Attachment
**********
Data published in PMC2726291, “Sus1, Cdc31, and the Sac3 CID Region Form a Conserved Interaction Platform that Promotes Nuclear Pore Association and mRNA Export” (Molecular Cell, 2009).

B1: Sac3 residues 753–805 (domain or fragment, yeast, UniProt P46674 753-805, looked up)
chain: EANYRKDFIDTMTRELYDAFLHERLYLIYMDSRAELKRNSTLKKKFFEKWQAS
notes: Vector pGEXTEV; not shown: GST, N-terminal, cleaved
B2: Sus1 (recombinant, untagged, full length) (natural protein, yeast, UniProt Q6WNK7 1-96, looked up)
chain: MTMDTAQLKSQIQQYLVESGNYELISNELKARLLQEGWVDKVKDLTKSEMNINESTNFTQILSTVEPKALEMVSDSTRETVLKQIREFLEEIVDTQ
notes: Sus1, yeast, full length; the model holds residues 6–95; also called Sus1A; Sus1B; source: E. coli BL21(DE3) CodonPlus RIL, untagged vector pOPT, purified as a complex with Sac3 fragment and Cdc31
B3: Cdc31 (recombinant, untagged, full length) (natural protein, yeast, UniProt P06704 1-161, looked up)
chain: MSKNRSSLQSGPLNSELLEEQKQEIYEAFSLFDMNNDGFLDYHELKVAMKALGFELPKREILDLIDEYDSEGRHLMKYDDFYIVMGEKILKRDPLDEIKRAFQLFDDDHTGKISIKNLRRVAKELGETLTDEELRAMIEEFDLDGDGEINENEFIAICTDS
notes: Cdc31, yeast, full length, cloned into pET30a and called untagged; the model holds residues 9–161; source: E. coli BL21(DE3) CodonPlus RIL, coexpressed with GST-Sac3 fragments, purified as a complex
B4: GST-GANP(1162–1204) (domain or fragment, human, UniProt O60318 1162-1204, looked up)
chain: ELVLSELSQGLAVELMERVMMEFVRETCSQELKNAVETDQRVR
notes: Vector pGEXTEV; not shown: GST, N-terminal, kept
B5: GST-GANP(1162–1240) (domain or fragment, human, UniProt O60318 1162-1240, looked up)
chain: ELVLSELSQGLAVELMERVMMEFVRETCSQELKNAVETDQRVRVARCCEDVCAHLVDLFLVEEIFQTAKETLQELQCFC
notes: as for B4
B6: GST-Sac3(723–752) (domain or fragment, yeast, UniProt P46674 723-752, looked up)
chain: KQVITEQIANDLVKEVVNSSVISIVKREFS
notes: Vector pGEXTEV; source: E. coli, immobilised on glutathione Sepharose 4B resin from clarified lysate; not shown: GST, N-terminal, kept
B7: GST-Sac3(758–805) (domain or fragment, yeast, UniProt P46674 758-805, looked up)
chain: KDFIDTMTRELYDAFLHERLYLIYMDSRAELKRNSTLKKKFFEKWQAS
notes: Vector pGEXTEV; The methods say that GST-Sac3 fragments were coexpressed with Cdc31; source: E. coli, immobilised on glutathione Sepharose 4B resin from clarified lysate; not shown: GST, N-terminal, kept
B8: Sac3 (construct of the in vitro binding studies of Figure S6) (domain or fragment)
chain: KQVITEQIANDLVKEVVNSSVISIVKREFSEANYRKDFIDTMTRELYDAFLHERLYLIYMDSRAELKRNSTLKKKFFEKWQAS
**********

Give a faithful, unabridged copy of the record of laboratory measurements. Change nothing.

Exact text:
Data published in PMC2726291, “Sus1, Cdc31, and the Sac3 CID Region Form a Conserved Interaction Platform that Promotes Nuclear Pore Association and mRNA Export” (Molecular Cell, 2009).

B1: Sac3 residues 753–805 (domain or fragment, yeast, UniProt P46674 753-805, looked up)
chain: EANYRKDFIDTMTRELYDAFLHERLYLIYMDSRAELKRNSTLKKKFFEKWQAS
notes: Vector pGEXTEV; not shown: GST, N-terminal, cleaved
B2: Sus1 (recombinant, untagged, full length) (natural protein, yeast, UniProt Q6WNK7 1-96, looked up)
chain: MTMDTAQLKSQIQQYLVESGNYELISNELKARLLQEGWVDKVKDLTKSEMNINESTNFTQILSTVEPKALEMVSDSTRETVLKQIREFLEEIVDTQ
notes: Sus1, yeast, full length; the model holds residues 6–95; also called Sus1A; Sus1B; source: E. coli BL21(DE3) CodonPlus RIL, untagged vector pOPT, purified as a complex with Sac3 fragment and Cdc31
B3: Cdc31 (recombinant, untagged, full length) (natural protein, yeast, UniProt P06704 1-161, looked up)
chain: MSKNRSSLQSGPLNSELLEEQKQEIYEAFSLFDMNNDGFLDYHELKVAMKALGFELPKREILDLIDEYDSEGRHLMKYDDFYIVMGEKILKRDPLDEIKRAFQLFDDDHTGKISIKNLRRVAKELGETLTDEELRAMIEEFDLDGDGEINENEFIAICTDS
notes: Cdc31, yeast, full length, cloned into pET30a and called untagged; the model holds residues 9–161; source: E. coli BL21(DE3) CodonPlus RIL, coexpressed with GST-Sac3 fragments, purified as a complex
B4: GST-GANP(1162–1204) (domain or fragment, human, UniProt O60318 1162-1204, looked up)
chain: ELVLSELSQGLAVELMERVMMEFVRETCSQELKNAVETDQRVR
notes: Vector pGEXTEV; not shown: GST, N-terminal, kept
B5: GST-GANP(1162–1240) (domain or fragment, human, UniProt O60318 1162-1240, looked up)
chain: ELVLSELSQGLAVELMERVMMEFVRETCSQELKNAVETDQRVRVARCCEDVCAHLVDLFLVEEIFQTAKETLQELQCFC
notes: as for B4
B6: GST-Sac3(723–752) (domain or fragment, yeast, UniProt P46674 723-752, looked up)
chain: KQVITEQIANDLVKEVVNSSVISIVKREFS
notes: Vector pGEXTEV; source: E. coli, immobilised on glutathione Sepharose 4B resin from clarified lysate; not shown: GST, N-terminal, kept
B7: GST-Sac3(758–805) (domain or fragment, yeast, UniProt P46674 758-805, looked up)
chain: KDFIDTMTRELYDAFLHERLYLIYMDSRAELKRNSTLKKKFFEKWQAS
notes: Vector pGEXTEV; The methods say that GST-Sac3 fragments were coexpressed with Cdc31; source: E. coli, immobilised on glutathione Sepharose 4B resin from clarified lysate; not shown: GST, N-terminal, kept
B8: Sac3 (construct of the in vitro binding studies of Figure S6) (domain or fragment)
chain: KQVITEQIANDLVKEVVNSSVISIVKREFSEANYRKDFIDTMTRELYDAFLHERLYLIYMDSRAELKRNSTLKKKFFEKWQAS